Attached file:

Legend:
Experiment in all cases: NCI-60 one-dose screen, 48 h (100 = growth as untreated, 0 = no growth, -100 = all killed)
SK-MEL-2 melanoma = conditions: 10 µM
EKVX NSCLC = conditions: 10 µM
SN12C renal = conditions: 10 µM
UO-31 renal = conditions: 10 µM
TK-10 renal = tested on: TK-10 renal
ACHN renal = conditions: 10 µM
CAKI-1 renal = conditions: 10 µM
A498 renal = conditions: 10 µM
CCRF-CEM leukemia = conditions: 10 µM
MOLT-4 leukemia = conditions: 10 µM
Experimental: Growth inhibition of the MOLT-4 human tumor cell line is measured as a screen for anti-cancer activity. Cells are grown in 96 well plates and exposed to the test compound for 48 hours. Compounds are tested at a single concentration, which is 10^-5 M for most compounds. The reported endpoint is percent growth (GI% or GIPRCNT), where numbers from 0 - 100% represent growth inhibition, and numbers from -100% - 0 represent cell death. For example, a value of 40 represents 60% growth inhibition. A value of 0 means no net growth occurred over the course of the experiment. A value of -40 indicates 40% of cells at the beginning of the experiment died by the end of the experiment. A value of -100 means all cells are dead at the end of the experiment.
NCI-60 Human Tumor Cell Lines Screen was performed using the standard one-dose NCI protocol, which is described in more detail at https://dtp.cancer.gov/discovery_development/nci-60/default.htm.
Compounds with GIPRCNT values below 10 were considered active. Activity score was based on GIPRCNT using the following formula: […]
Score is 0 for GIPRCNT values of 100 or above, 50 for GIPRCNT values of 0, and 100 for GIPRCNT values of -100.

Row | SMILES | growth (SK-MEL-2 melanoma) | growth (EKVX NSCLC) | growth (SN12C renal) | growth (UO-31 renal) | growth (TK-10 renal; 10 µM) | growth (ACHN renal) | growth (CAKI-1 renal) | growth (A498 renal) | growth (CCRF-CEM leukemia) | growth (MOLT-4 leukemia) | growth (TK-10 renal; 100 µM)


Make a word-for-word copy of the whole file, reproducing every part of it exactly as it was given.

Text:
Legend:
Experiment in all cases: NCI-60 one-dose screen, 48 h (100 = growth as untreated, 0 = no growth, -100 = all killed)
SK-MEL-2 melanoma = conditions: 10 µM
EKVX NSCLC = conditions: 10 µM
SN12C renal = conditions: 10 µM
UO-31 renal = conditions: 10 µM
TK-10 renal = tested on: TK-10 renal
ACHN renal = conditions: 10 µM
CAKI-1 renal = conditions: 10 µM
A498 renal = conditions: 10 µM
CCRF-CEM leukemia = conditions: 10 µM
MOLT-4 leukemia = conditions: 10 µM
Experimental: Growth inhibition of the MOLT-4 human tumor cell line is measured as a screen for anti-cancer activity. Cells are grown in 96 well plates and exposed to the test compound for 48 hours. Compounds are tested at a single concentration, which is 10^-5 M for most compounds. The reported endpoint is percent growth (GI% or GIPRCNT), where numbers from 0 - 100% represent growth inhibition, and numbers from -100% - 0 represent cell death. For example, a value of 40 represents 60% growth inhibition. A value of 0 means no net growth occurred over the course of the experiment. A value of -40 indicates 40% of cells at the beginning of the experiment died by the end of the experiment. A value of -100 means all cells are dead at the end of the experiment.
NCI-60 Human Tumor Cell Lines Screen was performed using the standard one-dose NCI protocol, which is described in more detail at https://dtp.cancer.gov/discovery_development/nci-60/default.htm.
Compounds with GIPRCNT values below 10 were considered active. Activity score was based on GIPRCNT using the following formula: […]
Score is 0 for GIPRCNT values of 100 or above, 50 for GIPRCNT values of 0, and 100 for GIPRCNT values of -100.

Row | SMILES | growth (SK-MEL-2 melanoma) | growth (EKVX NSCLC) | growth (SN12C renal) | growth (UO-31 renal) | growth (TK-10 renal; 10 µM) | growth (ACHN renal) | growth (CAKI-1 renal) | growth (A498 renal) | growth (CCRF-CEM leukemia) | growth (MOLT-4 leukemia) | growth (TK-10 renal; 100 µM)